Why can't they put on the lights in the park behind Kahala Elementary School? Recently, there was a function in the school cafeteria and afterward, someone fell in the parking lot because there were no lights. For safety reasons, the lights should be on at least when there are school functions.
Visiting Kahala Elementary
at night? Take a flashlight
The school was not alloted enough money to cover its electricity bills for the entire year, so that's why the school isn't able to turn on the lights for school events, said Kahala Principal Susan Yoshinaka.
"We cannot take money from other kinds of funds" to pay for electricity, she said.
"We don't want to have to do without books."
However, she added, "We certainly don't want people falling and getting hurt."
That's why people attending school functions have been warned to bring flashlights, she said. Outside groups using the school's facilities are also told to inform people attending their functions to bring flashlights, Yoshinaka said.
The good news is that, "We have recently been informed that we will be given an additional allocation," she said. "So we can look into" turning on the lights during school functions.
On the Ala Wai Canal, between Paoakalani and Kaiulani avenues, there are plumeria trees that are growing really nicely. But on my walks, I've noticed white flies are starting to infest under the leaves. Whose responsibility is it to maintain the trees? Maybe somebody can do something before the flies destroy the trees.
The plumeria trees were planted in response to a request from the mayor, said Patti Nagao, spokeswoman for the city Department of Parks and Recreation. The trees fall under the department's jurisdiction.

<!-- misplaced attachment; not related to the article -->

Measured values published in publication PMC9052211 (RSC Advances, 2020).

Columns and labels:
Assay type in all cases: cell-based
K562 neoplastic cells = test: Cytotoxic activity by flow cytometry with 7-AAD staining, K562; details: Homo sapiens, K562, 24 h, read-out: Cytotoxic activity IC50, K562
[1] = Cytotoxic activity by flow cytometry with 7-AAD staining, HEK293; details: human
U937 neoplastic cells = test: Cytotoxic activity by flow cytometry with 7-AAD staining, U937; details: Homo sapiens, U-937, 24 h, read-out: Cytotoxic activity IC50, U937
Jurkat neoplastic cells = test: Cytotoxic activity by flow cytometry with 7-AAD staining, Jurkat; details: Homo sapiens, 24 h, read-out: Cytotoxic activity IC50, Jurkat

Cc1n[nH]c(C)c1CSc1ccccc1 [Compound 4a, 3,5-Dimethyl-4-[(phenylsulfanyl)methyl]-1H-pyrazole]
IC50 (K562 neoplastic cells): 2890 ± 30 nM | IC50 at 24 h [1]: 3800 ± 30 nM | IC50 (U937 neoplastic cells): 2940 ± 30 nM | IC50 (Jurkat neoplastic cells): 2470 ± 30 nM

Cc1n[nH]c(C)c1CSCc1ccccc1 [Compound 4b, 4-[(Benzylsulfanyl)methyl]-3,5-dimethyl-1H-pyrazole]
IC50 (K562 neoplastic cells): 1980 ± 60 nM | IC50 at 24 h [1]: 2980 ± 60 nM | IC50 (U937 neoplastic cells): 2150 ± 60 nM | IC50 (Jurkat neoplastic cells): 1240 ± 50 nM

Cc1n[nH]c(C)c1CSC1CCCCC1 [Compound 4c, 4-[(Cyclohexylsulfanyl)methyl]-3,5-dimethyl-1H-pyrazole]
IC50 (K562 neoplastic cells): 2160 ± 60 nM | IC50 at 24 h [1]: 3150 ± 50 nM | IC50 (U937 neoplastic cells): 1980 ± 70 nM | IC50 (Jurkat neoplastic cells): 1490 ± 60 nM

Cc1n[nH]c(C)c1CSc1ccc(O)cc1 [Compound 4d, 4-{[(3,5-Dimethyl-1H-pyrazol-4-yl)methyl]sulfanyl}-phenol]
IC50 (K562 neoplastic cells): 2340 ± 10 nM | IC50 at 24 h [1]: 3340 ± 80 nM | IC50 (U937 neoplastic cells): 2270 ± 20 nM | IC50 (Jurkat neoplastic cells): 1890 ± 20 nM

"According to our beautification division, white flies and scale insects are common to plumeria and, normally, they do not present a problem to the plant," she said.
"Although the likelihood of the white flies destroying the trees is remote, we will monitor the situation regularly."
Here's a tip: An effective way to deal with white flies is to "literally bathe the plant with soapy water or just plain water," Nagao said. "We will do the latter from time to time to control the insect growth as the situation warrants."
Do you have a list of the Loyal Order of Moose Clubs on Oahu? A nice favor was extended to me by someone associated with the clubs.
The only thing we found, on the Internet, was the Loyal Order of Moose Hilo Lodge 2379, 161 Banyan Drive, Hilo 96720-4660.
The phone number was 935-0599, but no one answered repeated calls. If anyone has a local contact, call Kokua Line at 525-8636.
Free to any non-profit group. Call Kokua Line, 525-8636. First come, first served.
Used cellular phones
To all the nice men at Hawaiian Rent-All who helped when my car overheated on Halloween. I pulled in the company's lot just as they were closing, but they allowed me to make several calls to get picked up and my car tended to. -- Alice Tucker
To the person in a sports utility vehicle who rear-ended me a little past midnight Oct. 23 on the H-1 viaduct by Honolulu Airport, then sped away. You hit my car so hard, the rear-view mirror popped out. Thank you to Jean, a witness, who gave a statement to police. -- C.G.
To the city worker wearing what looked like an American flag on his head at Keeaumoku/Makiki streets the day after Veteran's Day. Disgraceful!